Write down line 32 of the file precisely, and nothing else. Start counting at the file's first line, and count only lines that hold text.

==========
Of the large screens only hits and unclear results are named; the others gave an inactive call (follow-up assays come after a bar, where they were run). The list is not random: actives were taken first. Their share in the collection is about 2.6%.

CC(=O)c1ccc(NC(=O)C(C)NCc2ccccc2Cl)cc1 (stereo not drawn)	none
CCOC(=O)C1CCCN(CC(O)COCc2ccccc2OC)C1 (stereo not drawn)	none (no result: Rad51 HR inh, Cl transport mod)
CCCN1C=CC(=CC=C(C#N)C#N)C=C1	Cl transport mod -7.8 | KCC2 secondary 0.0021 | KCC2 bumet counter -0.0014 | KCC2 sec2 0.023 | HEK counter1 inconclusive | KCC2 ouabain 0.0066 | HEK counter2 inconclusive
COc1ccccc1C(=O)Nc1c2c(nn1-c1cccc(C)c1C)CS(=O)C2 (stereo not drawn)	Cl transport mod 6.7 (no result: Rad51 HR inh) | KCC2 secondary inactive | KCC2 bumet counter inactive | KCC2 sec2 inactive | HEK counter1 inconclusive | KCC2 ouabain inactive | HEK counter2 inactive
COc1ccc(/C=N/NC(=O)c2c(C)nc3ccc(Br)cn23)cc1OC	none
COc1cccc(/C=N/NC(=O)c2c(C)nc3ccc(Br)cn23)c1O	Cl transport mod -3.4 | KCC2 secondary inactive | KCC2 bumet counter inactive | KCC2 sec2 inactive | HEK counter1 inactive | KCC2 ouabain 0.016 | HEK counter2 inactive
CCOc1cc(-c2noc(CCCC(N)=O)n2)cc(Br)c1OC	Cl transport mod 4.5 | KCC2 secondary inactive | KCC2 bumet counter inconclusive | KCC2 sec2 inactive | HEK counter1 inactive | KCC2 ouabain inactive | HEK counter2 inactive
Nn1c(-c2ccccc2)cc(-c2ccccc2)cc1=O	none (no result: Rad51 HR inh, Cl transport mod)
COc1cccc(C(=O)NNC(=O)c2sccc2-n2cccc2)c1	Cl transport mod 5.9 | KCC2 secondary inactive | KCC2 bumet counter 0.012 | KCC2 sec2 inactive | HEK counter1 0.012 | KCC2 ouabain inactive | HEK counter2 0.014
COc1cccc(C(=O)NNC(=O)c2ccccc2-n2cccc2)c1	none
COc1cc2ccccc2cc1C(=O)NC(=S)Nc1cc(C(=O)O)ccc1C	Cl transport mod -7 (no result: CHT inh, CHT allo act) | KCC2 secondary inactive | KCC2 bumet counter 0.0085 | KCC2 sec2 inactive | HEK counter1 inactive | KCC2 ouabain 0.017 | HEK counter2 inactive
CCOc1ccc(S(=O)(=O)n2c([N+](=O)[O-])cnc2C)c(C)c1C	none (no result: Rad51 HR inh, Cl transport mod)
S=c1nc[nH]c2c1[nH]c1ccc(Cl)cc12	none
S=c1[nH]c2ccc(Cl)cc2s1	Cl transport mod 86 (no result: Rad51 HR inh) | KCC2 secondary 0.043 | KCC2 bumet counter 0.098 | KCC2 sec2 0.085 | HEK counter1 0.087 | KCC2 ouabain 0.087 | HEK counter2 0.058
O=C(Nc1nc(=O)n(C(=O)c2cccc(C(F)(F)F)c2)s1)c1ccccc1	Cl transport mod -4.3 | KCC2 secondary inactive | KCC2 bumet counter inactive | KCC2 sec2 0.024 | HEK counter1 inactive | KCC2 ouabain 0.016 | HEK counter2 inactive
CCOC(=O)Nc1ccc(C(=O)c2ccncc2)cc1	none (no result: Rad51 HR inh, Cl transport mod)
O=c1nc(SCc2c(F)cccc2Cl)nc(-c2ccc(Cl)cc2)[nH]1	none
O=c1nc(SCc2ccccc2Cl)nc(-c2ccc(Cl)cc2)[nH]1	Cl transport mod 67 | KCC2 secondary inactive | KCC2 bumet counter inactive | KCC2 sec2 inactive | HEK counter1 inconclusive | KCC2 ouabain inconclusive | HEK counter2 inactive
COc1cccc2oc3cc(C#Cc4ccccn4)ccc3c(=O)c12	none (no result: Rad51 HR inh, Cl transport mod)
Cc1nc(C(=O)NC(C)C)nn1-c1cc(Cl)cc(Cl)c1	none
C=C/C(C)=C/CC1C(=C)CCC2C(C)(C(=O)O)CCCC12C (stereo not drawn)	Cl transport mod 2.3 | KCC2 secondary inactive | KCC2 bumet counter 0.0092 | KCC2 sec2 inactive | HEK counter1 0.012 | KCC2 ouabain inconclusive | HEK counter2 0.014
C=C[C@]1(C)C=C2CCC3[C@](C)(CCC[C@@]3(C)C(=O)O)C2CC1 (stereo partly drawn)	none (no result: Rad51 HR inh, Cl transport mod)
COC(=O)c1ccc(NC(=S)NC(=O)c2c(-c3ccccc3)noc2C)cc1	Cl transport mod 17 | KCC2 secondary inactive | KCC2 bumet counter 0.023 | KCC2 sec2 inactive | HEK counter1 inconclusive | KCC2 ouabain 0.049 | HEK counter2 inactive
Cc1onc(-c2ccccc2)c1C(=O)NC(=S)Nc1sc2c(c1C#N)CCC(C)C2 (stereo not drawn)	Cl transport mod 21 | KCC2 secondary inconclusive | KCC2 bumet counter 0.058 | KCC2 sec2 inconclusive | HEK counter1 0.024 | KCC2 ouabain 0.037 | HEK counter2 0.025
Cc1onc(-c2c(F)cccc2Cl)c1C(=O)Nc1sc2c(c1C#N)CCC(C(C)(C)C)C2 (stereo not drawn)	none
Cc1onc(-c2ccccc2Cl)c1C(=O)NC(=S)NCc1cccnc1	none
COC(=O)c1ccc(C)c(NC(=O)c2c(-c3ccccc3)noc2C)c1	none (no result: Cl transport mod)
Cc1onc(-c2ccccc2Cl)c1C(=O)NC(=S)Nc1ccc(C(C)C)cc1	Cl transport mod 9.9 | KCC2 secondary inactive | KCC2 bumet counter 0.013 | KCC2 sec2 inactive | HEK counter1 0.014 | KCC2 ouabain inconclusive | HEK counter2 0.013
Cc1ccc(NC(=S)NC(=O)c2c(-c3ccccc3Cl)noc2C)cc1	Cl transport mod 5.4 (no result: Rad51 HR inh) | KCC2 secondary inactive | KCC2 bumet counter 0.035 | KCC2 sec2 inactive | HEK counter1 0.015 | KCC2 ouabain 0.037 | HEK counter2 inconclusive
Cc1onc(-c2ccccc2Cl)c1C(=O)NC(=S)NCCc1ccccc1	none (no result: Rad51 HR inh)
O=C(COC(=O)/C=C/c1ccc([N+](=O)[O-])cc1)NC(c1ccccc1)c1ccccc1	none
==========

O=C(COC(=O)/C=C/c1ccc([N+](=O)[O-])cc1)NC(c1ccccc1)c1ccccc1	none